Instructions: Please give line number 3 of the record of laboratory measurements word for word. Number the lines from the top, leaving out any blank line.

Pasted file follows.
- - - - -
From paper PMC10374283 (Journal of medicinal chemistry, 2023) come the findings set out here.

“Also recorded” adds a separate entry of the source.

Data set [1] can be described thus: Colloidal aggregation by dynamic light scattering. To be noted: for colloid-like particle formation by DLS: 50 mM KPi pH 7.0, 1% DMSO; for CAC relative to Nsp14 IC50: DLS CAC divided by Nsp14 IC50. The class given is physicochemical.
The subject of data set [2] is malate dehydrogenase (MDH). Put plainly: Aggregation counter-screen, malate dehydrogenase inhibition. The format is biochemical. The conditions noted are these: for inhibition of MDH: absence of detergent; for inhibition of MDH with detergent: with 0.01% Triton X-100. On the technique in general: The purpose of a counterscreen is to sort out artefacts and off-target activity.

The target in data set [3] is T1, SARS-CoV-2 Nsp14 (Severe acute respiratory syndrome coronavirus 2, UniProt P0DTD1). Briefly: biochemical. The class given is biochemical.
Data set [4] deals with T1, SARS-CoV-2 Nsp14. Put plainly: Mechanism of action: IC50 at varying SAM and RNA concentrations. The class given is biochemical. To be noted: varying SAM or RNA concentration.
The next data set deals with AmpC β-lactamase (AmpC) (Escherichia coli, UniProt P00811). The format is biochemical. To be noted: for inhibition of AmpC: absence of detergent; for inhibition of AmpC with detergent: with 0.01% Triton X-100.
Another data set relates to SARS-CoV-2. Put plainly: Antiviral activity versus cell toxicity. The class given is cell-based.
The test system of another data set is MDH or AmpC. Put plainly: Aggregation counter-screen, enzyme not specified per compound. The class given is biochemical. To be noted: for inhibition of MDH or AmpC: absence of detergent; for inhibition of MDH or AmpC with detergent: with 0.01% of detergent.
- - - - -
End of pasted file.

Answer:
Data set [1] can be described thus: Colloidal aggregation by dynamic light scattering. To be noted: for colloid-like particle formation by DLS: 50 mM KPi pH 7.0, 1% DMSO; for CAC relative to Nsp14 IC50: DLS CAC divided by Nsp14 IC50. The class given is physicochemical.